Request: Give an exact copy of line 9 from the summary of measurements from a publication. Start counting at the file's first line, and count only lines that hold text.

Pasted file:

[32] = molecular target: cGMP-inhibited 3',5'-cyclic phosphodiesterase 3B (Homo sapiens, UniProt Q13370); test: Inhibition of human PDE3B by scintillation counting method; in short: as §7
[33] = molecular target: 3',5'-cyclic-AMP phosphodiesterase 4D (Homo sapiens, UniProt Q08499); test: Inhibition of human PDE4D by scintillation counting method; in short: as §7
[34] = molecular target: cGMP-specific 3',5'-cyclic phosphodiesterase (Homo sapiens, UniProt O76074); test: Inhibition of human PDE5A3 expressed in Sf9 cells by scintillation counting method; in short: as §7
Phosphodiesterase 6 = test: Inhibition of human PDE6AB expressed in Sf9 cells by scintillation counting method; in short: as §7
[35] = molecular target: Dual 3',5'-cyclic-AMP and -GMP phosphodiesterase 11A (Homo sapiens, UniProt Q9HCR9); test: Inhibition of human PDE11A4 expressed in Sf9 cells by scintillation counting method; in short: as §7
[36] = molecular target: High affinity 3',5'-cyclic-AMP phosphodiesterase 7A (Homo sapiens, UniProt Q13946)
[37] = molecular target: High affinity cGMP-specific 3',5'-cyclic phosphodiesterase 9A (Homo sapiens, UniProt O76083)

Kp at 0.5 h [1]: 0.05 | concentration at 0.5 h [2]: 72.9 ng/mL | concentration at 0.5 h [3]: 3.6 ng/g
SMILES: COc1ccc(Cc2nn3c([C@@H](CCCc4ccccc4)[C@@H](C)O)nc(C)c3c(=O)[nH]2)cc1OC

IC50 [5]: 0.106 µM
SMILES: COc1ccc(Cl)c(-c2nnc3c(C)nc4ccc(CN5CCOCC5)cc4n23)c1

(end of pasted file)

SMILES: COc1ccc(Cc2nn3c([C@@H](CCCc4ccccc4)[C@@H](C)O)nc(C)c3c(=O)[nH]2)cc1OC